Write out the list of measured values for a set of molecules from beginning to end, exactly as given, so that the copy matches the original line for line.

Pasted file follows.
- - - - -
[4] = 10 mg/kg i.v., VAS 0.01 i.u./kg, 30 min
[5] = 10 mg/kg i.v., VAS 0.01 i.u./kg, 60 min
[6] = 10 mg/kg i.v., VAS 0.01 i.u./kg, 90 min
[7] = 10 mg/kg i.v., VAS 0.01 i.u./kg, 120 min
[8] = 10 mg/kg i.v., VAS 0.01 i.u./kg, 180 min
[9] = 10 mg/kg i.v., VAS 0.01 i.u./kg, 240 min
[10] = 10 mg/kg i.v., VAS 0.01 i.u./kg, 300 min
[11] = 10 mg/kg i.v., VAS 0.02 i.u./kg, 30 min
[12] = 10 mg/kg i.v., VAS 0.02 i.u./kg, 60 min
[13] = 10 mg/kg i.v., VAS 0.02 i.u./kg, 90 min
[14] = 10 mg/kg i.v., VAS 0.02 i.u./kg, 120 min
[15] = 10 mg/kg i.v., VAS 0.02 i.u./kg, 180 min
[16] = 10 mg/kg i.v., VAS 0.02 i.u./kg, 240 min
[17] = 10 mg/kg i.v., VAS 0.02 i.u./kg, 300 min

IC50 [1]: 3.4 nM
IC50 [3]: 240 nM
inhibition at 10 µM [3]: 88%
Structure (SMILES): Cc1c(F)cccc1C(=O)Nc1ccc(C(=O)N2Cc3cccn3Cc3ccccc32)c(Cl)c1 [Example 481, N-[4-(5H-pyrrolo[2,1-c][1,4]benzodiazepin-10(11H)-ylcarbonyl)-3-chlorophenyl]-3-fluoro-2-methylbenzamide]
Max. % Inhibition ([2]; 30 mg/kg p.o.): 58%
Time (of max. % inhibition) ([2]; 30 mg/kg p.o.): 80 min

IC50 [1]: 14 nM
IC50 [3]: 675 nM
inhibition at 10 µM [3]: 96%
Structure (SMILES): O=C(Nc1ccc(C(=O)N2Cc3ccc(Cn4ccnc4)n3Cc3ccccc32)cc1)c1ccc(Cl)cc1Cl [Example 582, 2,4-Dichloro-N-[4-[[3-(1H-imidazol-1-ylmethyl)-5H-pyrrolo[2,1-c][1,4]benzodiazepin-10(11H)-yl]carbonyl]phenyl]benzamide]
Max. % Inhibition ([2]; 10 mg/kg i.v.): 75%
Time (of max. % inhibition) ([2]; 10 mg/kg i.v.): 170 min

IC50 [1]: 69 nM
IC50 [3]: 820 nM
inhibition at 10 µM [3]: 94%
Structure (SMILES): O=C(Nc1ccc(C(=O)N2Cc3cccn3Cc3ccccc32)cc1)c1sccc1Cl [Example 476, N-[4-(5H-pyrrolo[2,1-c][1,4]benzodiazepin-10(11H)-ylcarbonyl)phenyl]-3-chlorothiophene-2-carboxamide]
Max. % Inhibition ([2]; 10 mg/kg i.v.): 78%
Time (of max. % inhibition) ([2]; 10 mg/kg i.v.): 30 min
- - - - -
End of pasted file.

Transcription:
[4] = 10 mg/kg i.v., VAS 0.01 i.u./kg, 30 min
[5] = 10 mg/kg i.v., VAS 0.01 i.u./kg, 60 min
[6] = 10 mg/kg i.v., VAS 0.01 i.u./kg, 90 min
[7] = 10 mg/kg i.v., VAS 0.01 i.u./kg, 120 min
[8] = 10 mg/kg i.v., VAS 0.01 i.u./kg, 180 min
[9] = 10 mg/kg i.v., VAS 0.01 i.u./kg, 240 min
[10] = 10 mg/kg i.v., VAS 0.01 i.u./kg, 300 min
[11] = 10 mg/kg i.v., VAS 0.02 i.u./kg, 30 min
[12] = 10 mg/kg i.v., VAS 0.02 i.u./kg, 60 min
[13] = 10 mg/kg i.v., VAS 0.02 i.u./kg, 90 min
[14] = 10 mg/kg i.v., VAS 0.02 i.u./kg, 120 min
[15] = 10 mg/kg i.v., VAS 0.02 i.u./kg, 180 min
[16] = 10 mg/kg i.v., VAS 0.02 i.u./kg, 240 min
[17] = 10 mg/kg i.v., VAS 0.02 i.u./kg, 300 min

IC50 [1]: 3.4 nM
IC50 [3]: 240 nM
inhibition at 10 µM [3]: 88%
Structure (SMILES): Cc1c(F)cccc1C(=O)Nc1ccc(C(=O)N2Cc3cccn3Cc3ccccc32)c(Cl)c1 [Example 481, N-[4-(5H-pyrrolo[2,1-c][1,4]benzodiazepin-10(11H)-ylcarbonyl)-3-chlorophenyl]-3-fluoro-2-methylbenzamide]
Max. % Inhibition ([2]; 30 mg/kg p.o.): 58%
Time (of max. % inhibition) ([2]; 30 mg/kg p.o.): 80 min

IC50 [1]: 14 nM
IC50 [3]: 675 nM
inhibition at 10 µM [3]: 96%
Structure (SMILES): O=C(Nc1ccc(C(=O)N2Cc3ccc(Cn4ccnc4)n3Cc3ccccc32)cc1)c1ccc(Cl)cc1Cl [Example 582, 2,4-Dichloro-N-[4-[[3-(1H-imidazol-1-ylmethyl)-5H-pyrrolo[2,1-c][1,4]benzodiazepin-10(11H)-yl]carbonyl]phenyl]benzamide]
Max. % Inhibition ([2]; 10 mg/kg i.v.): 75%
Time (of max. % inhibition) ([2]; 10 mg/kg i.v.): 170 min

IC50 [1]: 69 nM
IC50 [3]: 820 nM
inhibition at 10 µM [3]: 94%
Structure (SMILES): O=C(Nc1ccc(C(=O)N2Cc3cccn3Cc3ccccc32)cc1)c1sccc1Cl [Example 476, N-[4-(5H-pyrrolo[2,1-c][1,4]benzodiazepin-10(11H)-ylcarbonyl)phenyl]-3-chlorothiophene-2-carboxamide]
Max. % Inhibition ([2]; 10 mg/kg i.v.): 78%
Time (of max. % inhibition) ([2]; 10 mg/kg i.v.): 30 min